Surround yourself with people that invite changeThe best tip we picked up in the last decade and a half has been that it’s essential to find and work with the right people. If you have to choose between someone who is in high demand as a specialist today but is inflexible in thinking, versus someone who is a little less commercially relevant but demonstrates a high aptitude for adaptability, then the latter may be a better long-term bet – particularly when you sense that change is looming.
Rotate between big steps and small stepsBig steps are scary but sometimes, incremental evolution just isn’t enough. So find a pattern that works for you – and I suggest that a balance of small changes with the occasional re-direction can work well, to ensure you’re headed the right way. In our case, the rise of the social web meant an increase in the importance of visual creative services – whereas traditional PR often favoured words over pictures. At some point, that necessitated one of several big changes, with lots of small steps both before and afterwards.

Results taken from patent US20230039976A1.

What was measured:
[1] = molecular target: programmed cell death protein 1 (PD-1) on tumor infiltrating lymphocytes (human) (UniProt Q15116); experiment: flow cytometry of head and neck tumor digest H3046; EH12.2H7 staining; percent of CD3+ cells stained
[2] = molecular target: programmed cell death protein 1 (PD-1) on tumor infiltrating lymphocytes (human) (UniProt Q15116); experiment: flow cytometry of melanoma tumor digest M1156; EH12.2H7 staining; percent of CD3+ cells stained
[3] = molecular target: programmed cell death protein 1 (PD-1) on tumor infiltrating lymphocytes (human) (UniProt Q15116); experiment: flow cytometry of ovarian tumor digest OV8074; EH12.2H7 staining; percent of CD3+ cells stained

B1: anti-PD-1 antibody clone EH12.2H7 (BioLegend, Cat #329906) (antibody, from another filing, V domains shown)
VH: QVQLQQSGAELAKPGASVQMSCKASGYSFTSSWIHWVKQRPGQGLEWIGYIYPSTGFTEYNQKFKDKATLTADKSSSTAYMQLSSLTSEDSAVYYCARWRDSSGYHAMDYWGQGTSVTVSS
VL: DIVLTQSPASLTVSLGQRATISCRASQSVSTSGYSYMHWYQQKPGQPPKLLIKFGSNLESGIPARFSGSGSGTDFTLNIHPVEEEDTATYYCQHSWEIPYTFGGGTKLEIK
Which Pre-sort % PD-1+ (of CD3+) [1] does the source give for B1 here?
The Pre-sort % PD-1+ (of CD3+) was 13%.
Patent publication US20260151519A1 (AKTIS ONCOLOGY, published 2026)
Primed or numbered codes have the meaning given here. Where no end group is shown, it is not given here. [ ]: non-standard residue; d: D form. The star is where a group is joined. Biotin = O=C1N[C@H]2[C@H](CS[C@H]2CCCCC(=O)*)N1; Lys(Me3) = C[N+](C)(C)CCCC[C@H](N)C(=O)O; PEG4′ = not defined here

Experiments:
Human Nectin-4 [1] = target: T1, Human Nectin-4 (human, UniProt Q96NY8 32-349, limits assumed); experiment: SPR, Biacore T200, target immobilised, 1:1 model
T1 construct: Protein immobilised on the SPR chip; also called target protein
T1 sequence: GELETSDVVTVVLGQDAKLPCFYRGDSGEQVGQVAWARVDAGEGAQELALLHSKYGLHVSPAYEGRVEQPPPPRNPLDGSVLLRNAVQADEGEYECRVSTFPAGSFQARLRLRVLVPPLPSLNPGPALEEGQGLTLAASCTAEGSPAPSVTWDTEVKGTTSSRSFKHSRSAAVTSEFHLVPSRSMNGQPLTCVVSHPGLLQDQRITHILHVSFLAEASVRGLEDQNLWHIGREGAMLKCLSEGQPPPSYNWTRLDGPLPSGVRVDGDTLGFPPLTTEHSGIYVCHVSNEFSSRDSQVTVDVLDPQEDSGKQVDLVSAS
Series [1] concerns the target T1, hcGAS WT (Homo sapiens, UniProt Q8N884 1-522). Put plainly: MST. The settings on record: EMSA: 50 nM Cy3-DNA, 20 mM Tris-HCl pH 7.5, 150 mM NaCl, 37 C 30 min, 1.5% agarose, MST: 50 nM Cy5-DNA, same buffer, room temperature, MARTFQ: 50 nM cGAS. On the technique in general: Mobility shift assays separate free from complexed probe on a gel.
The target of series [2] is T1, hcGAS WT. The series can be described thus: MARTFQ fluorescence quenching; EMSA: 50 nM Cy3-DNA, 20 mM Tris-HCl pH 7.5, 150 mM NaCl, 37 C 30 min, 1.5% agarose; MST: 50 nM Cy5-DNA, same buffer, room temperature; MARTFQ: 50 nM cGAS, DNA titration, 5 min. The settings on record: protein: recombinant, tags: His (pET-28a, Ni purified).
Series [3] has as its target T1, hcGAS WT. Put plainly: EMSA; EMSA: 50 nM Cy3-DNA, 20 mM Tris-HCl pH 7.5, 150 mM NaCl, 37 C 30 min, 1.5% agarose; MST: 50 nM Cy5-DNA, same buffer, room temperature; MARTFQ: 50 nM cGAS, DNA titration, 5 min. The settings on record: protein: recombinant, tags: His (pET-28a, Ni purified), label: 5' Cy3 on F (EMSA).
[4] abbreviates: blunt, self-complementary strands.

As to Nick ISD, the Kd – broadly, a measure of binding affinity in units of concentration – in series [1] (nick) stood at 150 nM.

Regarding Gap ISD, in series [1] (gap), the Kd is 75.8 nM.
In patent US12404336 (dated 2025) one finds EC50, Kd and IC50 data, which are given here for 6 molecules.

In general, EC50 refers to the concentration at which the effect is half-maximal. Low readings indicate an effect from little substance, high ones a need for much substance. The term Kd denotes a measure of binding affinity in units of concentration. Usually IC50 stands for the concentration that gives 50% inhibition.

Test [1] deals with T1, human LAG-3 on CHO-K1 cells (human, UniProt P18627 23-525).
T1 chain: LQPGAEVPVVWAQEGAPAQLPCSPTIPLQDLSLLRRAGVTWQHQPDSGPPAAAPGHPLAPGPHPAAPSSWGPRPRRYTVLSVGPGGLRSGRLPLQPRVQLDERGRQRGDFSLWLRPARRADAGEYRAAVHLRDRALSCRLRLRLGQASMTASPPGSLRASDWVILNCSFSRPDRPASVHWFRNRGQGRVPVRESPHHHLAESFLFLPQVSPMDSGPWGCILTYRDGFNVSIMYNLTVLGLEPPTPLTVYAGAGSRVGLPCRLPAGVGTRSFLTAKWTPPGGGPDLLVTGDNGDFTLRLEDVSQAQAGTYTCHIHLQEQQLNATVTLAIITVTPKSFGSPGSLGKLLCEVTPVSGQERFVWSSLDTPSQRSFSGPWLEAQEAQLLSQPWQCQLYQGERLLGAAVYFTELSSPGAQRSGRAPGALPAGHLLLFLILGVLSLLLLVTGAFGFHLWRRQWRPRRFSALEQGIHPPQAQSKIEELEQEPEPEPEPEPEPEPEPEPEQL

Identify and work to your team’s strengthsPR companies are highly specialist – particularly when focussed on a specific market sector – and, historically, could only respond to a brief with a PR offering. However, we looked within, understood what skillsets were at the heart of the people within the traditional PR industry – notably, communication and storytelling – and put a great deal of time and energy into making our business stay relevant amidst a new type of client demand.
Learn and adaptWhatever you think when you start the process of change, you will undoubtedly revise that view many times. A robust process for self-analysis to ensure that a course can be reset is extremely valuable. We upped our game in terms of compiling, interpreting and acting upon data. So, it has simply been a matter of applying that same rigour to our ourselves – and being brave enough to admit when and where we’ve gone wrong.
CommitWhether you choose evolution, revolution or a bit of both, it is nerve wracking when you push into uncharted areas. The best advice I can offer on this is to commit. Back yourself, your team and your offering. Stay nimble but don’t let the scale of the change overwhelm you. Ultimately, there’s no perfect solution for how to stay relevant. But, if you are willing to stay open-minded, are surrounded by people that enjoy the opportunities that change brings and approach each new development as a challenge and opportunity, then you give yourself the best chance. Pete Goold is founder of full service social media agency Punch Communications
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